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Wendy Penn | ByRequest Poodles

Wendy Penn of ByRequest Poodles


Interview with Wendy Penn, Breeder of ByRequest Poodles


Where do I live? How many years in dogs? How many years as a breeder?

Wendy Penn: I live in Orient, just south of Columbus, Ohio. I have been breeding and showing dogs for 40-plus years.


What is my kennel name? How many dogs do I currently keep?

Wendy Penn: My kennel name is ByRequest Poodles. My numbers do flucuate, but I currently have four Standards and six Miniature Poodles. I also have several stud dogs living in pet homes. Having two varieties increases the numbers quickly!


Which show dogs from the past have been my noteworthy winners?

  • My top winner is the Standard BIS GCH ByReQUEST BoN Mot. She was in the Top 10 two years in a row.
  • My top Mini was owner-handled by me, which was so much fun: SBIS GCH RSVP@BYREQUEST.


Which have been my most influential sires and dams?

Wendy Penn: I had two Standard dogs that were a huge part of my breeding program and produced over 30 champions a piece: CH Breitling ByReQuest and CH Feel Good Inc. ByReQuest.


Can I talk a bit about my facilities? Where are my puppies whelped? How are they raised?

Wendy Penn: I have a small kennel on one property, but whelping is done in the house and the Minis stay in the house for 4-6 weeks. The Standards are raised in the kennel.


What is my “process” for selecting show puppies? Performance puppies?

Wendy Penn: I don’t get excited about showing puppies until about 6-8 weeks. At that point, they are on the table almost every day. I have a group of friends who critique them with me.


At what age do I place puppies in show homes? In Performance homes?

Wendy Penn: I try to sell the pets first so that I can watch how the show prospects grow. I usually keep them for at least three months.


Does my breed require any special preparation for competing in Conformance or Performance Events?

Wendy Penn: Coat is the most time-consuming show preparation for Poodle conformation shows.


Do I compete in Performance Events? If not, do these competitive arenas interest me?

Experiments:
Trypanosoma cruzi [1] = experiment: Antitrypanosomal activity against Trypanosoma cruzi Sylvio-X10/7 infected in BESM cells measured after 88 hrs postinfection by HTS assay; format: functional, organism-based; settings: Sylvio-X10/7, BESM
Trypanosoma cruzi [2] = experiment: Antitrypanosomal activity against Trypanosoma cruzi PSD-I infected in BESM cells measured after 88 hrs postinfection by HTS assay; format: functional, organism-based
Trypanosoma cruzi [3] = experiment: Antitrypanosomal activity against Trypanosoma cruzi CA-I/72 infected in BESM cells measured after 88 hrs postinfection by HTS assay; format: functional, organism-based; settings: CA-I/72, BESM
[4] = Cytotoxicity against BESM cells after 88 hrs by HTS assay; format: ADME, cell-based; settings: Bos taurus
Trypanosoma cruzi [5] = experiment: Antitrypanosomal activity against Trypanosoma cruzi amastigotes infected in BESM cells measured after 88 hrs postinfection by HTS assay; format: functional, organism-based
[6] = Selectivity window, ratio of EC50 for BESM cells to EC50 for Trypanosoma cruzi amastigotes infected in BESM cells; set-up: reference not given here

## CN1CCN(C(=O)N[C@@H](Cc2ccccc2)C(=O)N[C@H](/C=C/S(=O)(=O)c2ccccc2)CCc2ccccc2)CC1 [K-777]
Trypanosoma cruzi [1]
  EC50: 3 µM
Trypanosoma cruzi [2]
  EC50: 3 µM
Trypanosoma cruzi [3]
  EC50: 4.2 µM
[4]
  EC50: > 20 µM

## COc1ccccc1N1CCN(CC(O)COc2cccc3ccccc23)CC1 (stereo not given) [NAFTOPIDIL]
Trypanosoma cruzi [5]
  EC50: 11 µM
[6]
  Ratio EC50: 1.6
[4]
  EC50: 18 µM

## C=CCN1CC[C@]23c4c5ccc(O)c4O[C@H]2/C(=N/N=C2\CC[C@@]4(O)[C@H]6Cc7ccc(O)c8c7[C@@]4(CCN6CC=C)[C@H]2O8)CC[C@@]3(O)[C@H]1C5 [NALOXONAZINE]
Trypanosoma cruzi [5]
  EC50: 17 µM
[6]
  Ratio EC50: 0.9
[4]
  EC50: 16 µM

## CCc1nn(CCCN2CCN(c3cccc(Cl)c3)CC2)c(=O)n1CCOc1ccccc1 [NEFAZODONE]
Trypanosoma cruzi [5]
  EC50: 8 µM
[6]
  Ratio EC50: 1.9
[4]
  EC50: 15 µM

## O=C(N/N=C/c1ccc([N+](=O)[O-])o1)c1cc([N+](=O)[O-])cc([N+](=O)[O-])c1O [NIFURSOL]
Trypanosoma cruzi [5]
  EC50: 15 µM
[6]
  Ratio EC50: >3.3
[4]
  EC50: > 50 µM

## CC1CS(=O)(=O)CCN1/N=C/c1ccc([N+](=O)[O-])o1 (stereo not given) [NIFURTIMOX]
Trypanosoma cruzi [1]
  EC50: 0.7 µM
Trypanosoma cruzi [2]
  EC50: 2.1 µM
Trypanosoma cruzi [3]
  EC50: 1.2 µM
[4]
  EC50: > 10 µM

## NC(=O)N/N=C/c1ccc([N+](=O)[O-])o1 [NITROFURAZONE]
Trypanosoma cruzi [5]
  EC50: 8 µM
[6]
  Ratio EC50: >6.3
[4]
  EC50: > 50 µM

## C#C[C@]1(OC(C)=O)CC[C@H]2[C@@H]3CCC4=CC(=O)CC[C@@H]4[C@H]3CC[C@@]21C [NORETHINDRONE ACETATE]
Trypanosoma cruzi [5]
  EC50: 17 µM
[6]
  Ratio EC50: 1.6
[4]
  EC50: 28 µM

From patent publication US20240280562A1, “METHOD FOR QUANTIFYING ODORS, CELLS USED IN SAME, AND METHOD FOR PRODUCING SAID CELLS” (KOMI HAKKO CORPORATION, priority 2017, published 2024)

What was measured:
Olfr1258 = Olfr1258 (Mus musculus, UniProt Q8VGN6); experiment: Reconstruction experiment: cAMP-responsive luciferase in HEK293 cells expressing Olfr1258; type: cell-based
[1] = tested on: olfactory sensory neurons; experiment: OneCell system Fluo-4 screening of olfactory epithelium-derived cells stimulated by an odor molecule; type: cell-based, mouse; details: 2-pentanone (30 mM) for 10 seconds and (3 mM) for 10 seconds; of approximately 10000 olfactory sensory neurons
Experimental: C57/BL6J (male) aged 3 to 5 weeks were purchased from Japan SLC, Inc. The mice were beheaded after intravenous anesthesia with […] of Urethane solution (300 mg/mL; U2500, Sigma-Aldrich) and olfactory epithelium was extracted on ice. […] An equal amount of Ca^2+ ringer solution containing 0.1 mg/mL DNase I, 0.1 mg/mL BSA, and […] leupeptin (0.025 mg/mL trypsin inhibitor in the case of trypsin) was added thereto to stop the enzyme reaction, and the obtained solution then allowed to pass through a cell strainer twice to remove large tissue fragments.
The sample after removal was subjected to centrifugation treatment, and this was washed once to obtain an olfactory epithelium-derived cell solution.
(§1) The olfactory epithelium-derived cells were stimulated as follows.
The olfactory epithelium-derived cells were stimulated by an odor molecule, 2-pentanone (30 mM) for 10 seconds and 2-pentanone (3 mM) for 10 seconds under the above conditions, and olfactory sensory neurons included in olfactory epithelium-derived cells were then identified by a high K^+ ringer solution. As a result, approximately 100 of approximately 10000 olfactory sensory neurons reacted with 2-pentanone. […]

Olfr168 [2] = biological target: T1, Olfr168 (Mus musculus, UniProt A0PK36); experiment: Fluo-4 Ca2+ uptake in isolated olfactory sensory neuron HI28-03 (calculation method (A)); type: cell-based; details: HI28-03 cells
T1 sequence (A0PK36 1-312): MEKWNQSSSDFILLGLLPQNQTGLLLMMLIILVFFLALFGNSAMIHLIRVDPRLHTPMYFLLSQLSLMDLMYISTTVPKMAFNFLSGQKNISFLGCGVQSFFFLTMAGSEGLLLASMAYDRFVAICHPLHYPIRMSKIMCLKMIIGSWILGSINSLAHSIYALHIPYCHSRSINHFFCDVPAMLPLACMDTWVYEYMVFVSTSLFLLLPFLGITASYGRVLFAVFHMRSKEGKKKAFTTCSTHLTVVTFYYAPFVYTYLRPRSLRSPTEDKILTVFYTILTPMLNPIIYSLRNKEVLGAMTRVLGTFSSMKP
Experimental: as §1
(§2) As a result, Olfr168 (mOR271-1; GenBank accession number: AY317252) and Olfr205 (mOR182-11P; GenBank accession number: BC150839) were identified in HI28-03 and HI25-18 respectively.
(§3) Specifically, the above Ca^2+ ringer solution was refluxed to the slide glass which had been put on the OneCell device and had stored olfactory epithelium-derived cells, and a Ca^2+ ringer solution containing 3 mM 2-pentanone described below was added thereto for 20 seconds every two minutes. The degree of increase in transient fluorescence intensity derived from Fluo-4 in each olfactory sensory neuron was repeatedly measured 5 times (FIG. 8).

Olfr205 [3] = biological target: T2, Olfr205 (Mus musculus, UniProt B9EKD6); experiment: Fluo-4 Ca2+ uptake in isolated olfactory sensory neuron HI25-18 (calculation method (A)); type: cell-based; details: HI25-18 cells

Wendy Penn: I don’t compete in Performance Events. Consequently, I’m not usually contacted about Performance prospects. I have, however, sold Minis that have done very well for their owners. Although I am interested in Performance, it seems that all I do is brush dogs and have no time for it.


In my opinion, is my breed in good condition overall? Any trends that warrant concern?

Wendy Penn: I think that all breeds change with influences of bloodlines and proper sires. The people I knew when I started are not all as active, and newer people with different ideas have become involved.


Are there any health-related concerns within my breed? Any special nutritional needs?

Wendy Penn: Standards, even though they are the largest variety, are more susceptible to autoimmune issues that the Minis are not.


Is my breed well suited to be a family dog? Who are the best candidates to own my breed?

Wendy Penn: Poodles are awesome family dogs. The Standards are larger, but they are almost human-like in their interactions with people. Minis are smaller and more active and playful. The Poodle’s non-shedding coat makes them very appealing.


Is my breed a good choice as a Performance competitor? If so, in which events?

Wendy Penn: The Poodles are great Performance Dogs—the Mini does well with these activities.


What is the biggest misconception about my breed? What is my breed’s best-kept secret?

Wendy Penn: The show haircuts are off-putting to many people who don’t understand the historic reasons for hunting.


For a bit of fun, what’s the most amusing thing I’ve ever experienced with a Non-Sporting Dog?

Wendy Penn: Fishing my Mini out of the pond after chasing ducks!


If I could share one suggestion with judges of my breed, what would I like to say to them about my breed?

Wendy Penn: Judges, please don’t overlook the amateurs, the breeders, and the owner-handlers.



Are you looking for a Poodle puppy?

The best way to ensure a long and happy relationship with a purebred dog is to purchase one from a responsible breeder. Not sure where to begin finding a breeder? Contact the National Parent Club’s Breeder Referral person, which you can find on the AKC Breeder Referral Contacts page.


Want to help rescue and re-home a Poodle dog?

Did you know nearly every recognized AKC purebred has a dedicated rescue group? Find your new best friend on the AKC Rescue Network Listing.


Poodle Dog Breed Magazine

Showsight Magazine is the only publication to offer dedicated Digital Breed Magazines for ALL recognized AKC Breeds.

Read and learn more about the intelligent Poodle dog breed with articles and information in our Poodle Dog Breed Magazine.


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